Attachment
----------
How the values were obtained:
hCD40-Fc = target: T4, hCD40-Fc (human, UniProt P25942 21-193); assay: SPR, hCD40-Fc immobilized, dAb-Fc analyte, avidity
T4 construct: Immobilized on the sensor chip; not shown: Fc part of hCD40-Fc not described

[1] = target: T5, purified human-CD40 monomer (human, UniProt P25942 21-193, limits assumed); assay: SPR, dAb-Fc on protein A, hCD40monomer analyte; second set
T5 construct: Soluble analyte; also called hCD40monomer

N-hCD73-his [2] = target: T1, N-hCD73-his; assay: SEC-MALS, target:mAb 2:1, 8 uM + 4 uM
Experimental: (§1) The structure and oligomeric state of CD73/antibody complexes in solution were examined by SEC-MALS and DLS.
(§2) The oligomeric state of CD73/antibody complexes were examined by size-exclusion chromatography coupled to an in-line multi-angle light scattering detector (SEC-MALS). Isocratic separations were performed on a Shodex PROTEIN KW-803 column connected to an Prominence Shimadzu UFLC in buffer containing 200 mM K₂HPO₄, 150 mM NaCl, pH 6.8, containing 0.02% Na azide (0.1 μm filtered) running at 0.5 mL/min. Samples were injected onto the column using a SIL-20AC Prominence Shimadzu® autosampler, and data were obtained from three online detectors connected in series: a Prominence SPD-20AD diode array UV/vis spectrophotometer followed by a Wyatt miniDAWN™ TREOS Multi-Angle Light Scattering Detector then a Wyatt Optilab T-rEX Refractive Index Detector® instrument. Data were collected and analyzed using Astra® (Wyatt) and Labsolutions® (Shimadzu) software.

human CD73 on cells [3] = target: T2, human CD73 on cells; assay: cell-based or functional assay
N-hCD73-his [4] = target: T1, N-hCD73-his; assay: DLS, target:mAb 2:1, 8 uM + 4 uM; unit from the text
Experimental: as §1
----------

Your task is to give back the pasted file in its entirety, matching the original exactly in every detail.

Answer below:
How the values were obtained:
hCD40-Fc = target: T4, hCD40-Fc (human, UniProt P25942 21-193); assay: SPR, hCD40-Fc immobilized, dAb-Fc analyte, avidity
T4 construct: Immobilized on the sensor chip; not shown: Fc part of hCD40-Fc not described

[1] = target: T5, purified human-CD40 monomer (human, UniProt P25942 21-193, limits assumed); assay: SPR, dAb-Fc on protein A, hCD40monomer analyte; second set
T5 construct: Soluble analyte; also called hCD40monomer

N-hCD73-his [2] = target: T1, N-hCD73-his; assay: SEC-MALS, target:mAb 2:1, 8 uM + 4 uM
Experimental: (§1) The structure and oligomeric state of CD73/antibody complexes in solution were examined by SEC-MALS and DLS.
(§2) The oligomeric state of CD73/antibody complexes were examined by size-exclusion chromatography coupled to an in-line multi-angle light scattering detector (SEC-MALS). Isocratic separations were performed on a Shodex PROTEIN KW-803 column connected to an Prominence Shimadzu UFLC in buffer containing 200 mM K₂HPO₄, 150 mM NaCl, pH 6.8, containing 0.02% Na azide (0.1 μm filtered) running at 0.5 mL/min. Samples were injected onto the column using a SIL-20AC Prominence Shimadzu® autosampler, and data were obtained from three online detectors connected in series: a Prominence SPD-20AD diode array UV/vis spectrophotometer followed by a Wyatt miniDAWN™ TREOS Multi-Angle Light Scattering Detector then a Wyatt Optilab T-rEX Refractive Index Detector® instrument. Data were collected and analyzed using Astra® (Wyatt) and Labsolutions® (Shimadzu) software.

human CD73 on cells [3] = target: T2, human CD73 on cells; assay: cell-based or functional assay
N-hCD73-his [4] = target: T1, N-hCD73-his; assay: DLS, target:mAb 2:1, 8 uM + 4 uM; unit from the text
Experimental: as §1